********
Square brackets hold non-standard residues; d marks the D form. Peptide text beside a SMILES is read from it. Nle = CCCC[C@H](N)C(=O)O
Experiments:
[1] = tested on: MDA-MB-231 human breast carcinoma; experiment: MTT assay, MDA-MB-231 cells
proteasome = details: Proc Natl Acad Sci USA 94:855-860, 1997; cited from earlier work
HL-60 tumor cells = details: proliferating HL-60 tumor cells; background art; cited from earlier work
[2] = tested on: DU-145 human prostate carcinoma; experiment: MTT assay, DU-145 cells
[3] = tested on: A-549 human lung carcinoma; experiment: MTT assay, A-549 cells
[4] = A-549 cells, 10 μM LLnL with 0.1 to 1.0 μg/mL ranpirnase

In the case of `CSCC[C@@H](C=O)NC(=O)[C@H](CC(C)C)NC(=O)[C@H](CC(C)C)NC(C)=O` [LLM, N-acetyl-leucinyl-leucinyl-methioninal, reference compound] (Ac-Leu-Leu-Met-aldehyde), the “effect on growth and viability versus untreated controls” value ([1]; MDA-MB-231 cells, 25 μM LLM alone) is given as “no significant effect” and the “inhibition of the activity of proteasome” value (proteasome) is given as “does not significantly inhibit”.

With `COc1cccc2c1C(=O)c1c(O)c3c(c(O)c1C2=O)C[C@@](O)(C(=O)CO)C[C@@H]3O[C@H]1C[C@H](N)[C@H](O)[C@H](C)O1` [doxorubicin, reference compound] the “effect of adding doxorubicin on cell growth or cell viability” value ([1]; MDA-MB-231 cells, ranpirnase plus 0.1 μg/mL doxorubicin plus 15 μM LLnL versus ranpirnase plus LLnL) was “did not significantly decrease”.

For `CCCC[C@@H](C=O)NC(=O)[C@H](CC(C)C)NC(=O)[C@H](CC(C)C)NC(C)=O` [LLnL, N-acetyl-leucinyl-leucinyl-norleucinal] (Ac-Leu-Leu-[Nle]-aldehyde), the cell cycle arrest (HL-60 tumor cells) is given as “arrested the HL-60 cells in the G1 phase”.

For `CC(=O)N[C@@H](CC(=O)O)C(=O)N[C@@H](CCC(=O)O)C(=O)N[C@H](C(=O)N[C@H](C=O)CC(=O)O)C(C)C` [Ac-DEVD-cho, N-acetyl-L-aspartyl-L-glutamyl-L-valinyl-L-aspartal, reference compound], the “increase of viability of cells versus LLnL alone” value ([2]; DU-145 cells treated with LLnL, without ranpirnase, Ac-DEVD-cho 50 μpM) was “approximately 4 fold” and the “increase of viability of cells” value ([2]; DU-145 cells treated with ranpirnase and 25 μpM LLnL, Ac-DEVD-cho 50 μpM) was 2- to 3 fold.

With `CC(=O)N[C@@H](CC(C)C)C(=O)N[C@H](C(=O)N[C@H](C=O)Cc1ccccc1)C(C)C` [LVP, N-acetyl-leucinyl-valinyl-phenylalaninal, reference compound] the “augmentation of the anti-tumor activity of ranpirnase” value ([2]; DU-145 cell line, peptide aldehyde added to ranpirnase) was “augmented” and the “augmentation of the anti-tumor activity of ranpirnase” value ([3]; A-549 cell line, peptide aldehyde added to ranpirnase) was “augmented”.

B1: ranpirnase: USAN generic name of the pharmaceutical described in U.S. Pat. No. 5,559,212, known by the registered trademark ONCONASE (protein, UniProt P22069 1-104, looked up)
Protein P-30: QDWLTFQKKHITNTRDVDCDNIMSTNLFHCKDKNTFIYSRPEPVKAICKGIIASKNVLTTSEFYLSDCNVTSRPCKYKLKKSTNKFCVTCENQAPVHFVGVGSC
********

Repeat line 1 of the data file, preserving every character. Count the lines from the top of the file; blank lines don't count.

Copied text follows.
Square brackets hold non-standard residues; d marks the D form. Peptide text beside a SMILES is read from it. Nle = CCCC[C@H](N)C(=O)O